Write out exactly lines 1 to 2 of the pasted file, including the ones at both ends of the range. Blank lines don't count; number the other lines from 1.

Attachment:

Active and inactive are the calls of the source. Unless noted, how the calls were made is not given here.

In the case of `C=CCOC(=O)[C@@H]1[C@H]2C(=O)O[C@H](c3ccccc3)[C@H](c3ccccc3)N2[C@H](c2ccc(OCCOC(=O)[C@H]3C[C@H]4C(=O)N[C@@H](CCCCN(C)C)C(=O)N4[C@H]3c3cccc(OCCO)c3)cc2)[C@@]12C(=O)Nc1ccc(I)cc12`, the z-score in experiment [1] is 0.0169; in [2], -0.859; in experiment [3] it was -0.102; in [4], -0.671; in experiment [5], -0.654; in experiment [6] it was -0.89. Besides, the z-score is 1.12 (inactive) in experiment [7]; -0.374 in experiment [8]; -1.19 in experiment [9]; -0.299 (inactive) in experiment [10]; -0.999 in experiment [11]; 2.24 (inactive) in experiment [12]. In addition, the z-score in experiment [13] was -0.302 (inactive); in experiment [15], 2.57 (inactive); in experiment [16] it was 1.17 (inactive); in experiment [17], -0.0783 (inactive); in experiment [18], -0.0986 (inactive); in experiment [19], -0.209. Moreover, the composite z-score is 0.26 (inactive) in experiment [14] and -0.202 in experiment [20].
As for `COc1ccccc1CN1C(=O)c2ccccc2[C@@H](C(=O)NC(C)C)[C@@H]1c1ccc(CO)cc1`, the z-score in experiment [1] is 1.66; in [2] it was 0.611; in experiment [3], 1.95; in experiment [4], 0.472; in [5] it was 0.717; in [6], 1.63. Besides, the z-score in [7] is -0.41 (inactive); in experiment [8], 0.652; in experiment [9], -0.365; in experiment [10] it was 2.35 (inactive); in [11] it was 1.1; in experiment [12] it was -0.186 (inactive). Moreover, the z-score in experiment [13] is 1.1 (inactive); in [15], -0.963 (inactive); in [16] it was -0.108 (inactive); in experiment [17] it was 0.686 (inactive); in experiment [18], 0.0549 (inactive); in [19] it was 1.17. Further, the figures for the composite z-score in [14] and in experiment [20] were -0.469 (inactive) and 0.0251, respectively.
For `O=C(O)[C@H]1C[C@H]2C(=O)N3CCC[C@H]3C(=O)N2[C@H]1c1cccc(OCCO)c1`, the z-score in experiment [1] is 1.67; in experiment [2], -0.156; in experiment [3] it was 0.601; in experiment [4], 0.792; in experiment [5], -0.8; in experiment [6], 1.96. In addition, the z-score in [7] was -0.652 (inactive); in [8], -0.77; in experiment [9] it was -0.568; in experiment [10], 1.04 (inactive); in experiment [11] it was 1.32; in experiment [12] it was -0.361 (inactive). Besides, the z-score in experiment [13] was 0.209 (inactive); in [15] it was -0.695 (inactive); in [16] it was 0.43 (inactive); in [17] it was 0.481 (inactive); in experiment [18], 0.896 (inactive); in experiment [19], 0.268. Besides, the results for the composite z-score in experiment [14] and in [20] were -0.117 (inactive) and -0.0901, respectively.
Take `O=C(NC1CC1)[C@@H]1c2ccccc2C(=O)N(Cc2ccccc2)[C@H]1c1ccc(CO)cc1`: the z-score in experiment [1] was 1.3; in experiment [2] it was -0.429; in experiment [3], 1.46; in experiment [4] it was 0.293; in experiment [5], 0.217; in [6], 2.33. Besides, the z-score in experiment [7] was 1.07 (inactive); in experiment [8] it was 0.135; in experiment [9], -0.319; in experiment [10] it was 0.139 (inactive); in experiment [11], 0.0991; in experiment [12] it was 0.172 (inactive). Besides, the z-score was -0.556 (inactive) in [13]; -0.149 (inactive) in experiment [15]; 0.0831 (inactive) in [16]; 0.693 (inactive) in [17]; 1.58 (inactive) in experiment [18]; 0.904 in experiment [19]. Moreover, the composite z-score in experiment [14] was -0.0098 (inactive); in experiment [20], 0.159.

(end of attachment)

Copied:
Active and inactive are the calls of the source. Unless noted, how the calls were made is not given here.

In the case of `C=CCOC(=O)[C@@H]1[C@H]2C(=O)O[C@H](c3ccccc3)[C@H](c3ccccc3)N2[C@H](c2ccc(OCCOC(=O)[C@H]3C[C@H]4C(=O)N[C@@H](CCCCN(C)C)C(=O)N4[C@H]3c3cccc(OCCO)c3)cc2)[C@@]12C(=O)Nc1ccc(I)cc12`, the z-score in experiment [1] is 0.0169; in [2], -0.859; in experiment [3] it was -0.102; in [4], -0.671; in experiment [5], -0.654; in experiment [6] it was -0.89. Besides, the z-score is 1.12 (inactive) in experiment [7]; -0.374 in experiment [8]; -1.19 in experiment [9]; -0.299 (inactive) in experiment [10]; -0.999 in experiment [11]; 2.24 (inactive) in experiment [12]. In addition, the z-score in experiment [13] was -0.302 (inactive); in experiment [15], 2.57 (inactive); in experiment [16] it was 1.17 (inactive); in experiment [17], -0.0783 (inactive); in experiment [18], -0.0986 (inactive); in experiment [19], -0.209. Moreover, the composite z-score is 0.26 (inactive) in experiment [14] and -0.202 in experiment [20].